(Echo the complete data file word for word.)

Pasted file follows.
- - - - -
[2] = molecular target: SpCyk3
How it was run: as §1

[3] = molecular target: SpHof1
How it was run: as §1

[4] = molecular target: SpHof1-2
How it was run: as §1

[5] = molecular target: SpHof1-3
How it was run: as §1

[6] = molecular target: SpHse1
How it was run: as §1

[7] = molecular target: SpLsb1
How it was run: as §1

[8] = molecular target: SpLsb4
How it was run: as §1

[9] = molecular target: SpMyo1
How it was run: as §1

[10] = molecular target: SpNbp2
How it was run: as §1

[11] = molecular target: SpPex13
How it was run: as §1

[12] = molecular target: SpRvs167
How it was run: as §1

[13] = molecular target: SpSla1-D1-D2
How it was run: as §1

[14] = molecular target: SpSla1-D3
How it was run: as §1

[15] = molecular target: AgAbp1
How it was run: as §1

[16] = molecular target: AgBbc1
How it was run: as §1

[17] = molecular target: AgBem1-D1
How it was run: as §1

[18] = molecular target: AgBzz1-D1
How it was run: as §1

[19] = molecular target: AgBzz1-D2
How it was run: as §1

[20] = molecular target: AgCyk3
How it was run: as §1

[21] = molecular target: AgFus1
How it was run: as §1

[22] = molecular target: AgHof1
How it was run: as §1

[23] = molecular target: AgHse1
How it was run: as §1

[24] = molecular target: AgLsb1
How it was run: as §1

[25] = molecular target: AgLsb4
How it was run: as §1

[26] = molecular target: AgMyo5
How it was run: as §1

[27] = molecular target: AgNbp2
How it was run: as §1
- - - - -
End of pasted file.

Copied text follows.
[2] = molecular target: SpCyk3
How it was run: as §1

[3] = molecular target: SpHof1
How it was run: as §1

[4] = molecular target: SpHof1-2
How it was run: as §1

[5] = molecular target: SpHof1-3
How it was run: as §1

[6] = molecular target: SpHse1
How it was run: as §1

[7] = molecular target: SpLsb1
How it was run: as §1

[8] = molecular target: SpLsb4
How it was run: as §1

[9] = molecular target: SpMyo1
How it was run: as §1

[10] = molecular target: SpNbp2
How it was run: as §1

[11] = molecular target: SpPex13
How it was run: as §1

[12] = molecular target: SpRvs167
How it was run: as §1

[13] = molecular target: SpSla1-D1-D2
How it was run: as §1

[14] = molecular target: SpSla1-D3
How it was run: as §1

[15] = molecular target: AgAbp1
How it was run: as §1

[16] = molecular target: AgBbc1
How it was run: as §1

[17] = molecular target: AgBem1-D1
How it was run: as §1

[18] = molecular target: AgBzz1-D1
How it was run: as §1

[19] = molecular target: AgBzz1-D2
How it was run: as §1

[20] = molecular target: AgCyk3
How it was run: as §1

[21] = molecular target: AgFus1
How it was run: as §1

[22] = molecular target: AgHof1
How it was run: as §1

[23] = molecular target: AgHse1
How it was run: as §1

[24] = molecular target: AgLsb1
How it was run: as §1

[25] = molecular target: AgLsb4
How it was run: as §1

[26] = molecular target: AgMyo5
How it was run: as §1

[27] = molecular target: AgNbp2
How it was run: as §1